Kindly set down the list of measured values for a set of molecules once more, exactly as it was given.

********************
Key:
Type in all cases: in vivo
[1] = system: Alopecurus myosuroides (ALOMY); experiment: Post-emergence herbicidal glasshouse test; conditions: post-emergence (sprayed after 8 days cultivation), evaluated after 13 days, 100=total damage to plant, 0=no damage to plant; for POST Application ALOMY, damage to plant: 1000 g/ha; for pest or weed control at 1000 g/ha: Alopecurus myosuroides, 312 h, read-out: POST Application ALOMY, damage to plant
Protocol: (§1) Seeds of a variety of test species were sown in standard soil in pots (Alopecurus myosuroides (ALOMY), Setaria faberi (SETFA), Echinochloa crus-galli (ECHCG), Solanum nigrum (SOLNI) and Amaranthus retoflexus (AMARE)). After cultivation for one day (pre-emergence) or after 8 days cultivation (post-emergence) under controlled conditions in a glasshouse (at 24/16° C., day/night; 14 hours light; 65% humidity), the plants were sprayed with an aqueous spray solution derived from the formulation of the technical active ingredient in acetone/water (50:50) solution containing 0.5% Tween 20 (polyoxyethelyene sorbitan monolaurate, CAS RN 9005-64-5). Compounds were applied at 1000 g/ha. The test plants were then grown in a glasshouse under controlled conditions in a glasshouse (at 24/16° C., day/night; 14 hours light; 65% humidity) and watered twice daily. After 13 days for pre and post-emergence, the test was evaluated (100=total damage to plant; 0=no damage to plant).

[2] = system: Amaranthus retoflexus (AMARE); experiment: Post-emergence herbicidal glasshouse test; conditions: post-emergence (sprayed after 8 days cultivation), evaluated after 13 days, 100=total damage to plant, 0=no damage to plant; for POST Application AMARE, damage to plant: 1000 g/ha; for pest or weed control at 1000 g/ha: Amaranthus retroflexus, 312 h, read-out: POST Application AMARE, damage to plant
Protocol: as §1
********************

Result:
Key:
Type in all cases: in vivo
[1] = system: Alopecurus myosuroides (ALOMY); experiment: Post-emergence herbicidal glasshouse test; conditions: post-emergence (sprayed after 8 days cultivation), evaluated after 13 days, 100=total damage to plant, 0=no damage to plant; for POST Application ALOMY, damage to plant: 1000 g/ha; for pest or weed control at 1000 g/ha: Alopecurus myosuroides, 312 h, read-out: POST Application ALOMY, damage to plant
Protocol: (§1) Seeds of a variety of test species were sown in standard soil in pots (Alopecurus myosuroides (ALOMY), Setaria faberi (SETFA), Echinochloa crus-galli (ECHCG), Solanum nigrum (SOLNI) and Amaranthus retoflexus (AMARE)). After cultivation for one day (pre-emergence) or after 8 days cultivation (post-emergence) under controlled conditions in a glasshouse (at 24/16° C., day/night; 14 hours light; 65% humidity), the plants were sprayed with an aqueous spray solution derived from the formulation of the technical active ingredient in acetone/water (50:50) solution containing 0.5% Tween 20 (polyoxyethelyene sorbitan monolaurate, CAS RN 9005-64-5). Compounds were applied at 1000 g/ha. The test plants were then grown in a glasshouse under controlled conditions in a glasshouse (at 24/16° C., day/night; 14 hours light; 65% humidity) and watered twice daily. After 13 days for pre and post-emergence, the test was evaluated (100=total damage to plant; 0=no damage to plant).

[2] = system: Amaranthus retoflexus (AMARE); experiment: Post-emergence herbicidal glasshouse test; conditions: post-emergence (sprayed after 8 days cultivation), evaluated after 13 days, 100=total damage to plant, 0=no damage to plant; for POST Application AMARE, damage to plant: 1000 g/ha; for pest or weed control at 1000 g/ha: Amaranthus retroflexus, 312 h, read-out: POST Application AMARE, damage to plant
Protocol: as §1